They didn’t of course, instead battering the Swiss 5-0 over both legs before comfortably dispensing with Nantes. Serbian side FC Vojvodina proved to be an unexpectedly difficult hurdle in the quarters but, once navigated, a Willie Wallace brace in their semi-final home leg against Dukla Prague was enough to see them progress to the biggest stage of their lives.
Was it an easy passage to Lisbon? It’s certainly fair to say they were fortunate to avoid Ajax, Real Madrid and 1860 Munich along the way but now, standing between a team of pasty-faced Glasgow bhoys and greatness was Inter: mighty, formidable Inter.
Helenio Herrera’s Nerazzurri were seeking a third European Cup in four years to further extend on an era of domination that was primarily founded on catenaccio defending, a brutal, sterile tactic the arch-strategist Herrera was widely credited with inventing. With the additional benefit of having President Angelo Morrati’s oil billions to invest in Italy’s best talent ‘Grande Inter’ were as successful as they were dour to watch.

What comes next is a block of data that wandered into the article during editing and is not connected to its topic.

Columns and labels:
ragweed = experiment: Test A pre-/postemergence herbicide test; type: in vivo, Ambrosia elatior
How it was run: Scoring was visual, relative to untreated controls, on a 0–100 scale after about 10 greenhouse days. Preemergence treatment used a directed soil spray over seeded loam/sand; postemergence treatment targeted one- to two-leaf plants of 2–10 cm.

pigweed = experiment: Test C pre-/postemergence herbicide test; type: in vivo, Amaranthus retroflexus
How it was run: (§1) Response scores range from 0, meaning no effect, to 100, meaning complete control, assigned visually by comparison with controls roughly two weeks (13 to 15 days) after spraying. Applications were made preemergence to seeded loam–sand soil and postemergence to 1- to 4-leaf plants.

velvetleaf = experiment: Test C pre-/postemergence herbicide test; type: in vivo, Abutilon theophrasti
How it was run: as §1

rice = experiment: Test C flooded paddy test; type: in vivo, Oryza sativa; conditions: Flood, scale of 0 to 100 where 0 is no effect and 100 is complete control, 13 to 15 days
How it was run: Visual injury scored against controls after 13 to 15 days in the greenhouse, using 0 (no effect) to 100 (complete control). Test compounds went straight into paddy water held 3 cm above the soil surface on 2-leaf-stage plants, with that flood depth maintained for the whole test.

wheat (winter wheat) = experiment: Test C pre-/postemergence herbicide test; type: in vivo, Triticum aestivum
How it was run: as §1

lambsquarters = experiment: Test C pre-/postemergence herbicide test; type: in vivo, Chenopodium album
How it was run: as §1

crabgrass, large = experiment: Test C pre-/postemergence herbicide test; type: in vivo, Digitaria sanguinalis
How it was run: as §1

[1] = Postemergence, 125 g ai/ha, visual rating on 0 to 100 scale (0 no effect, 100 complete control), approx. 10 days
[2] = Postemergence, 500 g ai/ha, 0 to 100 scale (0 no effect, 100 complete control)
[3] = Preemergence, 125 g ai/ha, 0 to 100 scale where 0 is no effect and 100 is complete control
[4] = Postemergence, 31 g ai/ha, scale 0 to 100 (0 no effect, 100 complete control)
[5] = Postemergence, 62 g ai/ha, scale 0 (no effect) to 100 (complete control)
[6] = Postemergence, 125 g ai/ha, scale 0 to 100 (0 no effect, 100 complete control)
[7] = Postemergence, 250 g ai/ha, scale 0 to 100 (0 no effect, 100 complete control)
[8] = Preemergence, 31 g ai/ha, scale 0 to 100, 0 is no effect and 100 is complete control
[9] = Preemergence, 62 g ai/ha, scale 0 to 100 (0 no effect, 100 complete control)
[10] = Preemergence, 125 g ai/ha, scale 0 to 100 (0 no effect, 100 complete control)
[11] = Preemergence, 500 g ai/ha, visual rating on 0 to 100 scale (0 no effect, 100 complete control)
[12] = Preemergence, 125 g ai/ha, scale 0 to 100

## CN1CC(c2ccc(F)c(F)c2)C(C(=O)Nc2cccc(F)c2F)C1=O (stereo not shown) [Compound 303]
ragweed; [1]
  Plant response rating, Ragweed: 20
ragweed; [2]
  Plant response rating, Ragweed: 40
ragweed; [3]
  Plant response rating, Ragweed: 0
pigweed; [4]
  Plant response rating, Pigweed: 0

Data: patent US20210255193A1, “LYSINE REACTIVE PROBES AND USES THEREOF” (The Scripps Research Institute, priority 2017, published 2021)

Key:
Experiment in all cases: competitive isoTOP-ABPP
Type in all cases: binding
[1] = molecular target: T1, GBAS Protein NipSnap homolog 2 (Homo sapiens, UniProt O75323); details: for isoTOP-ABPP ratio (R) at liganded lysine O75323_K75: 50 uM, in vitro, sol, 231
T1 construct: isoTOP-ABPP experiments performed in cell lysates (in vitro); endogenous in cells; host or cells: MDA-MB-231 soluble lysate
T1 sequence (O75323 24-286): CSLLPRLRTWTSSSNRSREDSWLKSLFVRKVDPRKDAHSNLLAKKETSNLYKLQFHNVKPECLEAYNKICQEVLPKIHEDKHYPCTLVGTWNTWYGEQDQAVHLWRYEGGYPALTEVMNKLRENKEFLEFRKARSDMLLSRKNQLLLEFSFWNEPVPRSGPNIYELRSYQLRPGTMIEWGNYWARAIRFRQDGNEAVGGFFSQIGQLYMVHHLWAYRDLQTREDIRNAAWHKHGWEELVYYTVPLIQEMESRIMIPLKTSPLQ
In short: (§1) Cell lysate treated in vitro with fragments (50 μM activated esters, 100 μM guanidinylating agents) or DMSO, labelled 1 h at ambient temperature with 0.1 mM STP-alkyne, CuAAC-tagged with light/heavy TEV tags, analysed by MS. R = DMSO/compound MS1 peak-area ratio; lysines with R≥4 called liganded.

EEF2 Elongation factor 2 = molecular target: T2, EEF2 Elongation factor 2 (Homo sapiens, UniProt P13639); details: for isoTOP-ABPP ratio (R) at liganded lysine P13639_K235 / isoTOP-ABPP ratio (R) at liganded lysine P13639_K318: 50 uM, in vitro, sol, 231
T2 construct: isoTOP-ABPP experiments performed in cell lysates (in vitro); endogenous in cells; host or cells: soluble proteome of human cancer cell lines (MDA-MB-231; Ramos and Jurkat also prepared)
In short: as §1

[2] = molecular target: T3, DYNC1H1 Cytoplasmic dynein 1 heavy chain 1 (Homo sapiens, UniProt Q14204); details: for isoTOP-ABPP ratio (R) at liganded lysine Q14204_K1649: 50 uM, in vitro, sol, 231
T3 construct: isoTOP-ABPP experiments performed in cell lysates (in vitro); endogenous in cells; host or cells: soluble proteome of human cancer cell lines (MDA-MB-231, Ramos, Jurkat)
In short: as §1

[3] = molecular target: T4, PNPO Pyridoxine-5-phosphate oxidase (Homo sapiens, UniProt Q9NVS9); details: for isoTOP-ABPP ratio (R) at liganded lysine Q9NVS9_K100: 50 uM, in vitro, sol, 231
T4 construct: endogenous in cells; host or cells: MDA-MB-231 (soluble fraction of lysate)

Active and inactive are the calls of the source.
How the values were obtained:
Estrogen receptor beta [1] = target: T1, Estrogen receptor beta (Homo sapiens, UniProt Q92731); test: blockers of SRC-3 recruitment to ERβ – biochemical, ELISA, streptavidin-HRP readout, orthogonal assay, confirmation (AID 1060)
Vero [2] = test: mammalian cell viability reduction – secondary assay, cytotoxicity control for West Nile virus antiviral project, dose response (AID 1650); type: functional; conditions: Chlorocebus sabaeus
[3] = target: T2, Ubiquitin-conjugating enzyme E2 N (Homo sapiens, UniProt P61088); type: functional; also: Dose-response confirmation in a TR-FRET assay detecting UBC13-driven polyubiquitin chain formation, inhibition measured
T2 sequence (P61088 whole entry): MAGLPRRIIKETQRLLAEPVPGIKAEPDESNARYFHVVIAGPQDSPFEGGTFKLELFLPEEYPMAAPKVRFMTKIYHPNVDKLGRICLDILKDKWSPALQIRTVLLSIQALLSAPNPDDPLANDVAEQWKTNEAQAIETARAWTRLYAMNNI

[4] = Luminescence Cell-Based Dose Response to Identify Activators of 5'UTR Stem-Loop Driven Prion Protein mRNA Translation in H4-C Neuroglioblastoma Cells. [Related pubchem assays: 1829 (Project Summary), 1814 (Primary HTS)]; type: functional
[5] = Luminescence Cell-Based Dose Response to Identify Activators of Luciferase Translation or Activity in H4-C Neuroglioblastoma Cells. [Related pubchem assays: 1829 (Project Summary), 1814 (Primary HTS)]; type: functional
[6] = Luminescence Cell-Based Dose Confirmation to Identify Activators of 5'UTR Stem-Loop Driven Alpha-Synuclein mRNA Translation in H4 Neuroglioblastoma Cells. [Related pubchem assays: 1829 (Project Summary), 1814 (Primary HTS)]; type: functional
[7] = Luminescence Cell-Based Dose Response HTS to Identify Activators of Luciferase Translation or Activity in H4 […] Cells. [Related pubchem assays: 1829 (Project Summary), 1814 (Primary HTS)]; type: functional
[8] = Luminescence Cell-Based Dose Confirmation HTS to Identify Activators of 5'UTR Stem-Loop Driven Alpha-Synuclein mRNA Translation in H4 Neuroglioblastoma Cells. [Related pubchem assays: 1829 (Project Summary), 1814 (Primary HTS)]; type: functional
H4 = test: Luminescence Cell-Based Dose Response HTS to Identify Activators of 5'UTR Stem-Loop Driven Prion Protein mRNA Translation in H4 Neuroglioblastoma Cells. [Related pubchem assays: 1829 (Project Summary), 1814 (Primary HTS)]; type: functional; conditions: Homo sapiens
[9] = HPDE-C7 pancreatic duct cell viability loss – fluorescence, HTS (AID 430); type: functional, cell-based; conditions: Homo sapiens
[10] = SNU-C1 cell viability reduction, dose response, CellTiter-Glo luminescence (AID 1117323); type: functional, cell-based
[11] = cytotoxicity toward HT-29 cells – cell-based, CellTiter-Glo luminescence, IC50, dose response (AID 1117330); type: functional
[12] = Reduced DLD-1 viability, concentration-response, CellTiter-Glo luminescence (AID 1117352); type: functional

As the final at Estadio Nacional approached, few gave Celtic any hope at all but they were forgetting the considerable aptitude of their legendary boss Stein whose genius lay not only in the constructing and man-management of fabulous sides but in seeing the whole picture. Realising the importance of perception ‘Big Jock’ went into a PR hyper-drive whipping up a storm of positive press around his side to ensure they became the neutral’s favourites.
“We will attack like we’ve never attacked before,” he baritoned on repeat while additionally making sure the team hotel was an open house for journalists and supporters alike. Inter meanwhile played their part as villains to perfection, locking themselves away behind closed doors prior to the game.
Stein’s ploy worked a treat as Thursday May 25th 1967 saw the national stadium packed to the rafters with a sea of green and white and plenty of Portuguese adopted Scots for the day lustily cheering on his side all thanks to an avalanche of glowing press.
As kick-off approached he pulled off his final act of wiliness, purposely sitting in the dug-out that Herrera had ear-marked for himself and refusing to budge to the delight of his players who creased up laughing.